One of the weakest parts of Android devices has historically been the camera – often both hardware and software, but especially the software. The stock camera app in Google’s OS has been almost universally derided, both for its oversimplistic nature and inability to execute some common tasks.
Despite many enthusiasts complaining about manufacturers overlaying base Android with their own software and skins, the camera app is one area where the skins generally offer improvement.
Ars has taken a look at leaks found in recent Android code commits made prior to the release of 4.4 KitKat.
The codebase shows a move toward a new imaging API class called android.hardware.photography – an interesting change from the current android.hardware.camera.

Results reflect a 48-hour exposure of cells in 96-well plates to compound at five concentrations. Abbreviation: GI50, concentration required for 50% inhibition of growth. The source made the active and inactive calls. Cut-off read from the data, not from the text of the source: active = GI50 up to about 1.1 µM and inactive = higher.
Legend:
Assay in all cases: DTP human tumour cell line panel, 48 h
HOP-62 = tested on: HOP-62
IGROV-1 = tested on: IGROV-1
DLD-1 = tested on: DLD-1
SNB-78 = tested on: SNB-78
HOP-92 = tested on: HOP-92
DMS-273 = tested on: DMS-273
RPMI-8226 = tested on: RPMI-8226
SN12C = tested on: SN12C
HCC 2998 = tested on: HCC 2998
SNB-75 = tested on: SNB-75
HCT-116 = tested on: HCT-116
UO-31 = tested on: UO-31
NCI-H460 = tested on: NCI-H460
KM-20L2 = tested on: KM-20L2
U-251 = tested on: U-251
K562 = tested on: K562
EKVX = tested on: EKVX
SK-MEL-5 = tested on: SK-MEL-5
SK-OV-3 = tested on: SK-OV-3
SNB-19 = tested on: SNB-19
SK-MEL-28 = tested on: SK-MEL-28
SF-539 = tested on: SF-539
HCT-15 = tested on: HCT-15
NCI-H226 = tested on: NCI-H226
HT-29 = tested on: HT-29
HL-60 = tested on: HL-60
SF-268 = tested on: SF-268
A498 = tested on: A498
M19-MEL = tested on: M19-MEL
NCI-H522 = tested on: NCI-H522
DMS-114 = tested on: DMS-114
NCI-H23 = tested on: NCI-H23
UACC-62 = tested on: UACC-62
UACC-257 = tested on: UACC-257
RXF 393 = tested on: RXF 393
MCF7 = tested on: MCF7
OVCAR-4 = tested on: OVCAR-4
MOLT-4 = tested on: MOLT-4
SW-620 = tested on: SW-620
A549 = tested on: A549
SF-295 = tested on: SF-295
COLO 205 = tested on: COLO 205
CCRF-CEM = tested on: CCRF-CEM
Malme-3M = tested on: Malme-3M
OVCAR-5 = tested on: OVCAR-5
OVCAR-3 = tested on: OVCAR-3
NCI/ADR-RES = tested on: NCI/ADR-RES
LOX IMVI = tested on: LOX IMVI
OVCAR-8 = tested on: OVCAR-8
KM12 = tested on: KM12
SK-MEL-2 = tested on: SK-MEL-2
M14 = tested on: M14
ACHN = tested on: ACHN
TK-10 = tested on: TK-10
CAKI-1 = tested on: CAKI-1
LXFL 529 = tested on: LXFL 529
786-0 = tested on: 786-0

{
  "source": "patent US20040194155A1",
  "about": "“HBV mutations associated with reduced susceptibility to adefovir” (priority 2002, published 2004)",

From the code:
Full-capability devices allow for per-frame control of capture hardware and post-processing parameters at high frame rates. They also provide output data at high resolution in uncompressed formats, in addition to compressed JPEG output.
That uncompressed formats reference means that Android software – whether the (currently mediocre) native application or in developers’ third party apps – will soon get access to an uncompressed sensor feed. Even on poor to medium cameras, that’s likely to mean an upgrade in imaging quality.
On Android phones with excellent cameras, well, we might see them start to really shine.
It’s a nice direction for Google to take; their updates to Google+ and acquisitions of Nik software show that the company is serious about upping their imaging cred, making this just one more step to getting great image quality from your Android device.